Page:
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The Effects Of Social Media Exploitation Media Essay

Paper Type: Free Essay Subject: Media
Wordcount: 1511 words Published: 1st Jan 2015

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On Jan 25th, 2011, the world for the first time witnessed a revolution that brilliantly leveraged the power of social networking tools to overthrow a corrupt regime. Facebook, twitter and blogs were all used to mobilize people across the State of Egypt and the 30-year dictatorship regime of Mubarak was overthrown in 18 days of peaceful demonstrations.

On Feb 11th, 2011, US president Barak Obama said: “There are very few moments in our lives where we have the privilege to witness history taking place. This is one of those moments. This is one of those times. The people of Egypt have spoken, their voices have been heard, and Egypt will never be the same”.

The eRevolution was sparked by a group of young activists on Facebook calling for nationwide demonstrations to restore people’s dignity and demand reform, freedom and social justice. Through the initiation of different Facebook groups, citizens coordinated their ideas and demonstration logistics via group posts, and comments, while communicating heavily on twitter and sometimes cell phone SMS services.

The government blocked twitter, SMS, and Facebook access in the hope of cutting communication lines between protestors and movement organisers. These Egyptian internet filters were easily bypassed by third-party proxies however, and on Jan 28th all internet access across Egypt was shutdown; the first online blackout of such magnitude in history. The move failed to slow the momentum of the revolution as people were already aware of where to go and how.

Egyptians still managed to access the internet over land-line dial-up and fax services, transmitting information and updates to sources outside of the country. Google also launched speak2tweet which allowed Egyptians to call a regular landline number in Cairo which used voice recognition software to convert their speech to text.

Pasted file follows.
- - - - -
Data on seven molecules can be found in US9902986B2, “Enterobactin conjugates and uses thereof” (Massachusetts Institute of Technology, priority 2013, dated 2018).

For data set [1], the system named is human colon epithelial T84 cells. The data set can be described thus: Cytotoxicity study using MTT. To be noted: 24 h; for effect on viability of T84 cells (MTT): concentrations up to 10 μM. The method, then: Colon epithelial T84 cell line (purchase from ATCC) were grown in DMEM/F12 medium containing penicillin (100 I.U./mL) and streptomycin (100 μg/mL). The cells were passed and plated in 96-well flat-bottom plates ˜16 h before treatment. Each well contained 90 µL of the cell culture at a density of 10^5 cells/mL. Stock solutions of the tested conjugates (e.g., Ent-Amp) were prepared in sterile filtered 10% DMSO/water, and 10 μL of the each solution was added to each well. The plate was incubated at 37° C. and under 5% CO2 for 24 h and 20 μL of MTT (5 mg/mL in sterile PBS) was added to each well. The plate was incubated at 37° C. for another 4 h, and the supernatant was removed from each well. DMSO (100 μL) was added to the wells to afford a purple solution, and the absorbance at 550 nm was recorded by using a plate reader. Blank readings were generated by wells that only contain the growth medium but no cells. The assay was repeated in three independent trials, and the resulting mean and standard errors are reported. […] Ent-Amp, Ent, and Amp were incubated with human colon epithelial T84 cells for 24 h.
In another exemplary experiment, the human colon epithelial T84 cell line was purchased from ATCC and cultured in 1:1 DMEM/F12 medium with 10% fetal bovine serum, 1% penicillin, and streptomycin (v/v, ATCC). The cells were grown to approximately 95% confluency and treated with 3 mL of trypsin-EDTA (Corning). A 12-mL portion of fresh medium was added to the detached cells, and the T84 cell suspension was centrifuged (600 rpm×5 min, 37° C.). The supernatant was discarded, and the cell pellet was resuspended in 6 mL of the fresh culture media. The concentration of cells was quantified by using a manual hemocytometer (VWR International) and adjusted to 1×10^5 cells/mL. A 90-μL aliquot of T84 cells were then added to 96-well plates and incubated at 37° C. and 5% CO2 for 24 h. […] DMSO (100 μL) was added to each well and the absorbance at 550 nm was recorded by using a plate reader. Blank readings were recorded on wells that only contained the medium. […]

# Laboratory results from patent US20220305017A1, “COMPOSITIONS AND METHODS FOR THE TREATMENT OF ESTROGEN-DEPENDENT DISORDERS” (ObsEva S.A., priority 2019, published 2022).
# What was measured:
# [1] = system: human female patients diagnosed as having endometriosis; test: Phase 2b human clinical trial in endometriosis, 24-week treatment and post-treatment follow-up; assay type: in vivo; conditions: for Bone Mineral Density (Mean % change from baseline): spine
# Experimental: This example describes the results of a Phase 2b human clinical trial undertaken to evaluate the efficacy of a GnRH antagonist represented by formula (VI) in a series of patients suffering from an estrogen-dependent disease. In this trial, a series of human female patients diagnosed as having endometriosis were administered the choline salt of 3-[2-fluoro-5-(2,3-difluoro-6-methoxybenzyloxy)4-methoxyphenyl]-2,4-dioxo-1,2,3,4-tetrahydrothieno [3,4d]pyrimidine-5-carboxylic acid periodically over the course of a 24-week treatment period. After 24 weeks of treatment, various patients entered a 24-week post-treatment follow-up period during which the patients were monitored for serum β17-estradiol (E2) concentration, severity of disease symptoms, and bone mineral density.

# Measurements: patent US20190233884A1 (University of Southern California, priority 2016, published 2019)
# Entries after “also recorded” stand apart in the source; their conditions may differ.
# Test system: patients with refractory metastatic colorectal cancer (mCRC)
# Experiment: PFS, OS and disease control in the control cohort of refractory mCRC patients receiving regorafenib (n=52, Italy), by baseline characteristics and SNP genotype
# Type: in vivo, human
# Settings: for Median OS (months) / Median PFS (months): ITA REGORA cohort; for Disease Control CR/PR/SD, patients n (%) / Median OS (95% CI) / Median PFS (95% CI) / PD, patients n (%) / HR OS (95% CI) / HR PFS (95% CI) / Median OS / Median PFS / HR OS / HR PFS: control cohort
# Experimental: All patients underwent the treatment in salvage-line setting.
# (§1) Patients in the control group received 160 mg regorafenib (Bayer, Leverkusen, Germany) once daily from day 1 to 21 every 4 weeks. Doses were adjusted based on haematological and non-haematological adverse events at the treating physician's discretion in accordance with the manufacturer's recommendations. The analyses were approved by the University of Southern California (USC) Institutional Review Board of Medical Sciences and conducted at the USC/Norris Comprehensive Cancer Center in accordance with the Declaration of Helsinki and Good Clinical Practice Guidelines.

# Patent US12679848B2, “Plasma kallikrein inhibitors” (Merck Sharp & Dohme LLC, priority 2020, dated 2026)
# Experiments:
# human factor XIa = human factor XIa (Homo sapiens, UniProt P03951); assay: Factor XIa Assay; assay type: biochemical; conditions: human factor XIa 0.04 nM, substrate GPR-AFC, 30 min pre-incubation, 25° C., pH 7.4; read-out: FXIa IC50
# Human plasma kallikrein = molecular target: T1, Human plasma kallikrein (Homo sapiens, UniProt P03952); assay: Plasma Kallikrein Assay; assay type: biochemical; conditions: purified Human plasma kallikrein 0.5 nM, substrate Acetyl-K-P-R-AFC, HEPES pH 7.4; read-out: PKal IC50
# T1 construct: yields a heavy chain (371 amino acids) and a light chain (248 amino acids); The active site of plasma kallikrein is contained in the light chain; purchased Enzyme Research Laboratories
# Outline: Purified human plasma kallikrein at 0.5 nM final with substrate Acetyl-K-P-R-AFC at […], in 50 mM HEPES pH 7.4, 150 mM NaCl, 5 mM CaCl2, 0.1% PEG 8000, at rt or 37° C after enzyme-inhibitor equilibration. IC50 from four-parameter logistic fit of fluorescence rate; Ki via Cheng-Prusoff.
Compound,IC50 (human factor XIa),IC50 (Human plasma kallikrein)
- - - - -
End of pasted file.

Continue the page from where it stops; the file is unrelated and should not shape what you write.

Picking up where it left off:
As the regime cracked, a vice president was appointed and a new government took over, with internet access and mobile phone communication restored in a gesture of goodwill to the Egyptian people. This tactic backfired horrendously on Mubarak, with Egyptians now able to upload videos of the violence the police force and thugs had inflicted on protestors. These videos can be sourced on YouTube right now – people being run over by cars, shot, snipered, and beaten to death by Molotov cocktail, machete-wielding thugs.

First they ignore you, then they laugh at you, then they fight you, then you win” – Gandhi

FACT: 5 million out of 17 million Egyptians use Facebook.

“Alchemy-a mix of new media, Arab satellite channels and traditional media that informed and helped mobilise protests. In my opinion, if new media were able to foster this revolution, I think it would have happened long before.”

Much of the content from the revolution that appeared in traditional media originated on Facebook.

How much more powerful has the younger demographic been in the uprisings as a result of social media?



More than 50% of the populations of Yemen, Oman, Saudi Arabia, Jordan, Morocco, and Egypt are currently estimated to be under 25 years of age.

A Tunisian youth setting himself on fire initiated the revolution of his nation, Egypt and political rioting all over North Africa and the Middle East.

How have governments succeeded and failed in attempting to exert their authority over their nations’ virtual world?



Jordanian ministers have been engaging with their people in ways that would suggest greater citizen-government interaction in the future and a civic life built around clear rights and duties of free expression for citizens and authorities.

Social media has been used to champion the rights of Internet users, journalists, citizens, and bloggers who have been arrested, imprisoned or prevented from reporting, during the Egyptian parliamentary elections in late 2010.

Bahraini authorities arrested an estimated 250 Shiite men who had allegedly been planning to carry out acts of terrorism. Human rights groups labelled it as a crackdown aimed at cementing control before October parliamentary elections.